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Udaipur’s eighteenth-century painters, more so than their earlier counterparts, exponentially stretched the affective potential of pictorial moods. They circulated images and ideas about flourishing places beyond and between objects commissioned within courts and bazaars. In the wake of British colonial ambitions, their pictures suggest counterfactual realities within moods of plenty that work against narratives of scarcity and inadequacy. Raising questions on the methods of sensing and making sense of monumental monsoon moods, this talk discusses how we construct our archives, circumscribe artworks and architecture; how claims of territoriality and infrastructure surface in art and vice versa; and how we tell histories of the entanglement of emotions, ecology, and place in South Asia and beyond.

Bio: Dipti Khera is associate professor in the Department of Art History and the Institute of Fine Arts at New York University. As a scholar of early modern South Asia, with interdisciplinary training in art history, museum anthropology, and architecture, her research and teaching integrate longue durée perspectives and Indian Ocean and Eurasian geographies. Along with specializing in paintings, books, letters, and maps made in northern and western India, she has published on the crafting of colonial taste and foregrounded vernacular objects that reveal global art history’s blind spots in narrating stories of mobility, power, and emotional entanglements. A co-edited volume for Journal18 (December 2021), “The ‘Long’ Eighteenth-Century?” considers from which vantage points, whether local, regional, or transregional, is the eighteenth century long, and to what ends we deploy such visual and material microhistories. Her book The Place of Many Moods: Udaipur’s Painted Lands and India’s Eighteenth Century (Princeton University Press, 2020) received the Edward Cameron Dimock, Jr. Prize in Indian Humanities (American Institute of Indian Studies), and was shortlisted for the Charles Rufus Morey Book Award (College Art Association), BASAS Book Prize (British Association for South Asian Studies), and Kenshur Prize (Center for Eighteenth-Century Studies). A recent co-edited catalogue, A Splendid Land: Paintings from Royal Udaipur (Hirmer Publications, distributed by University of Chicago Press, 2022) accompanies the co-curated exhibition currently on view at the Smithsonian’s National Museum of Asian Art, Washington DC.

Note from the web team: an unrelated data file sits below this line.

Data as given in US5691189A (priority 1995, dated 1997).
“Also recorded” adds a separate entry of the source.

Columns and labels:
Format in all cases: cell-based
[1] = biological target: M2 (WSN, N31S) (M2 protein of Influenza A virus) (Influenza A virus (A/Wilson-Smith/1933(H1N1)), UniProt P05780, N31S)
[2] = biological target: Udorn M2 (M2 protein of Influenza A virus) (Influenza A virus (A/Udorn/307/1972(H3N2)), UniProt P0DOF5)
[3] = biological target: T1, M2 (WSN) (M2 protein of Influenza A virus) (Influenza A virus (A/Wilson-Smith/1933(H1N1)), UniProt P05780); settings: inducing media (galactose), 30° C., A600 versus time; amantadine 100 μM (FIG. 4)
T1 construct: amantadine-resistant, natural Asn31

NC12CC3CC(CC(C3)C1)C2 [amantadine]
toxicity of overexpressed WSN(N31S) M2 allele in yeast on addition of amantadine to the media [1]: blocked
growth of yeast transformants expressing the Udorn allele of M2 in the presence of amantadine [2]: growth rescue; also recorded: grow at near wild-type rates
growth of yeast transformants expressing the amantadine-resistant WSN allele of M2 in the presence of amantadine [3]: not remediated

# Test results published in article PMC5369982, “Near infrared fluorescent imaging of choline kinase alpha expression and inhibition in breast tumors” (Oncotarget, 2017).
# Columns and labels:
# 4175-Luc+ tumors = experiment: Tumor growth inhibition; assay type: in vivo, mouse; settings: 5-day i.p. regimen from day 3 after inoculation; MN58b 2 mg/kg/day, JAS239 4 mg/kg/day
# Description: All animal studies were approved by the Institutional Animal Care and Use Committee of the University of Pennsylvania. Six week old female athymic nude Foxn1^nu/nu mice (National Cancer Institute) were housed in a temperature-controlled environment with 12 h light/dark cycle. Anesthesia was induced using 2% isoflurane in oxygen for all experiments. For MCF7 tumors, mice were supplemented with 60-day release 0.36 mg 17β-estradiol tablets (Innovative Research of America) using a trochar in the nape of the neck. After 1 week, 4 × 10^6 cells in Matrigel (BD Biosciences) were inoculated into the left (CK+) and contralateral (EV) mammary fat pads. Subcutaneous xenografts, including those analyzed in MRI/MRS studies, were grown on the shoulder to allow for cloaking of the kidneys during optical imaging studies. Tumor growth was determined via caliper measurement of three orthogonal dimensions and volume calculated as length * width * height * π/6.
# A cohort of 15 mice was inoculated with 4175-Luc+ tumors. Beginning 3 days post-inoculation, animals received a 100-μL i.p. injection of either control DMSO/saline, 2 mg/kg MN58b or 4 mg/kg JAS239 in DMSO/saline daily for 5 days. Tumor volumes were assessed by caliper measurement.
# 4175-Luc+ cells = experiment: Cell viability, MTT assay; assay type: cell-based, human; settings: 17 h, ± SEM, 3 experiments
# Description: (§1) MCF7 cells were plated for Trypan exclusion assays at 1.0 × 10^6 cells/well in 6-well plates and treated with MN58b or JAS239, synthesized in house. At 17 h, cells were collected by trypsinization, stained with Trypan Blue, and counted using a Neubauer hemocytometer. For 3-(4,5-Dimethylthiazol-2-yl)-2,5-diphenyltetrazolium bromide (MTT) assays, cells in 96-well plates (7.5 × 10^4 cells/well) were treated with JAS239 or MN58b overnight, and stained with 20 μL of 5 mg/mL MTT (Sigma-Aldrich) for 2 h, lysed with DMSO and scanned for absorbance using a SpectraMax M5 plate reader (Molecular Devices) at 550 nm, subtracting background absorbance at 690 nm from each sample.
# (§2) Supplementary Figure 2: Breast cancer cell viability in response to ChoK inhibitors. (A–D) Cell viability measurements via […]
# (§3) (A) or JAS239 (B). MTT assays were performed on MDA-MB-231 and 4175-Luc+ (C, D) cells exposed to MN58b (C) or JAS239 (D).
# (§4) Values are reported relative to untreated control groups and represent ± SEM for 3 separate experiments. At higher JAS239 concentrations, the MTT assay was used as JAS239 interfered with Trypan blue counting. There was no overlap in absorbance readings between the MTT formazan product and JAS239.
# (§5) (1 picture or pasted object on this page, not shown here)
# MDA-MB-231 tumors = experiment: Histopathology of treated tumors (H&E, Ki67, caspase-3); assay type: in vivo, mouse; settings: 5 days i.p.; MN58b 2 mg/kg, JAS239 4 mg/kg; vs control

Image caption: Maharana Amar Singh II in Udaipur during a Monsoon Downpour, c. 1705, Udaipur. Opaque watercolor and gold on cloth, 109.2 × 175.2 cm. Freer Gallery of Art, Smithsonian Institution, Washington, DC; purchase and partial gift made in 2012 from the Catherine and Ralph Benkaim Collection, Charles Lang Freer Endowment, F2012.4.2.